||The Cardiac Rehab program at the FirstHealth Center for Health & Fitness-Pinehurst moved into newly renovated space earlier this year.
Just a year ago, Tony Robertson, 66, would get
seriously breathless after climbing a simple flight
These days, he enjoys vigorous, hour-long workouts
six mornings every week at FirstHealth’s Center for
Health & Fitness-Pinehurst.
“I didn’t take care of myself after a minor heart attack
in 1995,” Robertson says, “but I’m absolutely dedicated to
Robertson hopes that no one else has to endure his particular
path to better health. His newfound focus came about
dramatically last December, by way of a massive heart attack,
stroke and diabetes diagnosis—all at once.
“When my wife got me to the hospital, I was so short of
breath that they had to ventilate me,” he says. “They called the
family in. They thought they’d lost me that night.”
The “coach” gets a new team
By the next morning, cardiologists at FirstHealth Moore
Regional had inserted a stent (a medical device that opens up a
blocked artery) during an emergency procedure.
As this former football coach recovered in the hospital,
Robertson found himself drafted for a new team, with a new
breed of coaches he never knew existed.
“By January, I was in the Cardiac Rehab program at
FirstHealth,” he says. “I didn’t have that option where I lived
after my first heart attack. I was elated that this was here.”
Robertson is clear that the Cardiac Rehab team at FirstHealth
was key to his remarkable turnaround.
“They are no doubt the most professional, kind, caring
people I have ever, ever met,” he says. “I’ve lost 41 pounds, am
now off of insulin injections, and might soon get off the diabetes
medication. They are just fantastic.”
The change factor
“The staff is the heart and soul of this program,” says Darrell
Simpkins, M.D., medical director of FirstHealth’s Cardiac
The entire team has the reputation of meeting each patient
wherever he or she is, physically or emotionally, he says.
|Aberdeen resident Tony Robertson enrolled in the Cardiac Rehab program in Pinehurst after suffering a massive heart attack and stroke. He has since lost 41 pounds and no longer needs insulin injections for his diabetes.
“Some patients just need education, and others might benefit
from counseling if they feel depressed or scared,” says the
program’s director, Jean Barrett-Taylor. “Every staff member
understands the big picture for every patient. We become a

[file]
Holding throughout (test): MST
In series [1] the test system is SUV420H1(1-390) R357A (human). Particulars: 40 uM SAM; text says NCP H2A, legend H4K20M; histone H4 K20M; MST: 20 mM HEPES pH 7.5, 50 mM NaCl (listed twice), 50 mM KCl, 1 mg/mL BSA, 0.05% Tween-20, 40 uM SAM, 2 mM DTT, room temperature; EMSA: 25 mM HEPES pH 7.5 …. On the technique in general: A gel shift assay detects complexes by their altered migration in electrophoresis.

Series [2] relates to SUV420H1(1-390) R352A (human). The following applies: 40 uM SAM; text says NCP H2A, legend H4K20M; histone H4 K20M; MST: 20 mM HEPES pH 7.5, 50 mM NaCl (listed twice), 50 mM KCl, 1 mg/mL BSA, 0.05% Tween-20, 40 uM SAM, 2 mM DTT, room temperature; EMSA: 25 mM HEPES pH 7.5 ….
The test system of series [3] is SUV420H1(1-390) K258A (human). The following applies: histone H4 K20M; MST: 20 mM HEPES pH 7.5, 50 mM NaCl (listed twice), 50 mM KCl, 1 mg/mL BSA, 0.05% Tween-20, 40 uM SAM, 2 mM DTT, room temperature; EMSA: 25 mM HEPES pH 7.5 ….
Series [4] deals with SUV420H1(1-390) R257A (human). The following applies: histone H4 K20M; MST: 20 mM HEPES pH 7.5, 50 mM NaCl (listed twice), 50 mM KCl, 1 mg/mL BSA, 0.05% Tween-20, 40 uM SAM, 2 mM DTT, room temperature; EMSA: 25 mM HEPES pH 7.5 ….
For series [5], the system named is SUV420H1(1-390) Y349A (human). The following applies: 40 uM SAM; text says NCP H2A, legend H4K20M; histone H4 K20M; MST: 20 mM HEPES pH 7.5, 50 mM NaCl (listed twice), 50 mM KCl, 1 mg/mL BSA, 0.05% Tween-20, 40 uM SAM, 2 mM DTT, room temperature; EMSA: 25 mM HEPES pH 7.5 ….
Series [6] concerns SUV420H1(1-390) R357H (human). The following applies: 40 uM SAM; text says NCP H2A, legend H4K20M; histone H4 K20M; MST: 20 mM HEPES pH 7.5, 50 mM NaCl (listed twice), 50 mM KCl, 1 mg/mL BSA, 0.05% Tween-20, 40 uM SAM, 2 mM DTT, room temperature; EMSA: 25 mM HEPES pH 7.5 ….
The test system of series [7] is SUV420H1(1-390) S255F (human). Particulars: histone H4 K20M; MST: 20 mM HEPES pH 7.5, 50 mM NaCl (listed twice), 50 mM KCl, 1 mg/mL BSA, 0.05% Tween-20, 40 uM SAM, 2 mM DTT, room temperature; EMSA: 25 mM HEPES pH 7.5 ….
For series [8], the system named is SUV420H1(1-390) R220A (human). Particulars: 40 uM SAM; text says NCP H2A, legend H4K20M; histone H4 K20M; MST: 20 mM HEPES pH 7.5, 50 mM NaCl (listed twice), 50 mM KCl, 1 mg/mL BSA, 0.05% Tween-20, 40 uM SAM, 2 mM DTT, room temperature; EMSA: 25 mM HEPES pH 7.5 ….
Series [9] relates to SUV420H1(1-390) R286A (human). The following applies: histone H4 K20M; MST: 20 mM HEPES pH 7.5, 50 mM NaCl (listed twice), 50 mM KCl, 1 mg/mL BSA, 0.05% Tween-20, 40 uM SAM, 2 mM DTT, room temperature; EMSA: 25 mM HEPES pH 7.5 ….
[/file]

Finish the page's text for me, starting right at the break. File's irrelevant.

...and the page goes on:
friend, mentor and coach.”
The Cardiac Rehab team meets with patients three times
weekly for 12 to 18 weeks, providing safe and effective exercise
and discussing nutrition, weight control, stress management,
fitness and medications as well as such medical risk
factors as smoking, diabetes and high cholesterol.
“Patients benefit not only from the educational
part of the program, but also from seeing and
talking to other patients who have been in the same
place they’ve been, who’ve had the same fears and
are now doing well,” says Dr. Simpkins.
“It’s a learning process for patients, and it works,”
says Dr. Simpkins, who is also an emergency
department physician. “If patients don’t go through
the Cardiac Rehab program, I am more likely to
see them in the emergency room later.”
Nationally, patients who participate in a certified cardiac
rehab program are able to prevent future cardiac episodes and
reduce overall cardiovascular mortality by 25 to 30 percent.
They also have fewer hospitalizations and emergency room
According to the national Centers for Disease Control &
Prevention, less than one-third of eligible candidates actually
participate in cardiac rehabilitation programs, however, although
all would likely benefit from it.
Participation strong in the Sandhills
Robertson, who lives in Aberdeen, is grateful that he had
access to Cardiac Rehab this time around. People in other parts of the state are not so lucky. In North
Carolina today, only 26 cardiac rehab programs,
including FirstHealth’s, are certified by the
national oversight organization, the American
Association of Cardiovascular and Pulmonary
Rehabilitation. Only 76 are certified by the
North Carolina Division of Facility Services.
Presently, more than 150 patients participate
in FirstHealth’s programs in Rockingham and
Pinehurst. Program “graduates” can continue
their fitness programs by joining the Cardiac
Rehab Bridge to Wellness, which can help
them transition to a lifestyle of fitness and
independence, or one of the FirstHealth Centers
for Health & Fitness.
The Cardiac Rehab team is also working to
expand the program, possibly by adding evening
hours for the younger, working cardiac patient.
As for Robertson, he is now a card-carrying member of
the FirstHealth Center for Health & Fitness and champion
for FirstHealth’s Cardiac Rehab team as well as his regular
cardiologist, Allen Strunk, D.O., and Peter Duffy, M.D., the
cardiologist who did his stent procedure. Both Dr. Strunk
and Dr. Duffy are members of the Pinehurst Cardiology
“We are so fortunate to have such a facility and staff,” he says.
“If they need anyone to help raise funds or get the word out or
even stand on their heads, I will do it for them.”
For more information on the FirstHealth Cardiac Rehab program,
call (800) 213-3284 toll-free.